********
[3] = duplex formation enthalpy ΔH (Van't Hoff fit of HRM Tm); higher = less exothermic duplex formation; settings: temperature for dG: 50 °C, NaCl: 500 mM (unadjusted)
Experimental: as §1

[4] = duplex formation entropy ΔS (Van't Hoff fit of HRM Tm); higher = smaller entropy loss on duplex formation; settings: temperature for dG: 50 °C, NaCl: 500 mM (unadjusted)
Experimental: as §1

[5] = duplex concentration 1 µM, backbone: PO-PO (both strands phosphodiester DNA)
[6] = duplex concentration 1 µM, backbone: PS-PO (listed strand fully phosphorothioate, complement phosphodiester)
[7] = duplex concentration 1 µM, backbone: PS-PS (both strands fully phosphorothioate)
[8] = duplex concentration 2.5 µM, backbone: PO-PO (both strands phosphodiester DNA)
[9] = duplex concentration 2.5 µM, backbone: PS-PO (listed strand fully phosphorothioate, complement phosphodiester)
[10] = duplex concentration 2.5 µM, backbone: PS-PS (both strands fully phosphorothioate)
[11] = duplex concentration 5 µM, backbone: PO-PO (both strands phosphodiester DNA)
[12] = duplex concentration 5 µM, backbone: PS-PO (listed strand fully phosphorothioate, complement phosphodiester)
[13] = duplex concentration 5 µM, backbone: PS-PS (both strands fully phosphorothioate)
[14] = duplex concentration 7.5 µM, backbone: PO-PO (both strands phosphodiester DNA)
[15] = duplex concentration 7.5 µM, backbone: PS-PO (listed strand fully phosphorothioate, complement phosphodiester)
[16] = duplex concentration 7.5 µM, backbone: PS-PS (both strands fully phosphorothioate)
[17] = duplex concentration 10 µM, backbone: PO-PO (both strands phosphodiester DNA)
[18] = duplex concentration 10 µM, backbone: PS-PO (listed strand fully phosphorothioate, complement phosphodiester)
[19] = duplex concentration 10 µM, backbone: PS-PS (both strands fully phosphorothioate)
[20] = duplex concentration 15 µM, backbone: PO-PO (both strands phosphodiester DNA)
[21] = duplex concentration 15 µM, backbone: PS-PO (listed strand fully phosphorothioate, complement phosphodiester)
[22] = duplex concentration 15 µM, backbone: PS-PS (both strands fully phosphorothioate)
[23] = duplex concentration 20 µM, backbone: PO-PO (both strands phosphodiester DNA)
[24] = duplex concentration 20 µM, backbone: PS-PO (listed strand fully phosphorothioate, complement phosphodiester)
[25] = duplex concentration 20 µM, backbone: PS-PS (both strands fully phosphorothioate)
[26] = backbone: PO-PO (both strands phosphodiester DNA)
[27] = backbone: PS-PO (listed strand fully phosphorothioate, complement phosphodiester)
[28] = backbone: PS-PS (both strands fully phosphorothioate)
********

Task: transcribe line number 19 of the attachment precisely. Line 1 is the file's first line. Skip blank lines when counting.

[19] = duplex concentration 10 µM, backbone: PS-PS (both strands fully phosphorothioate)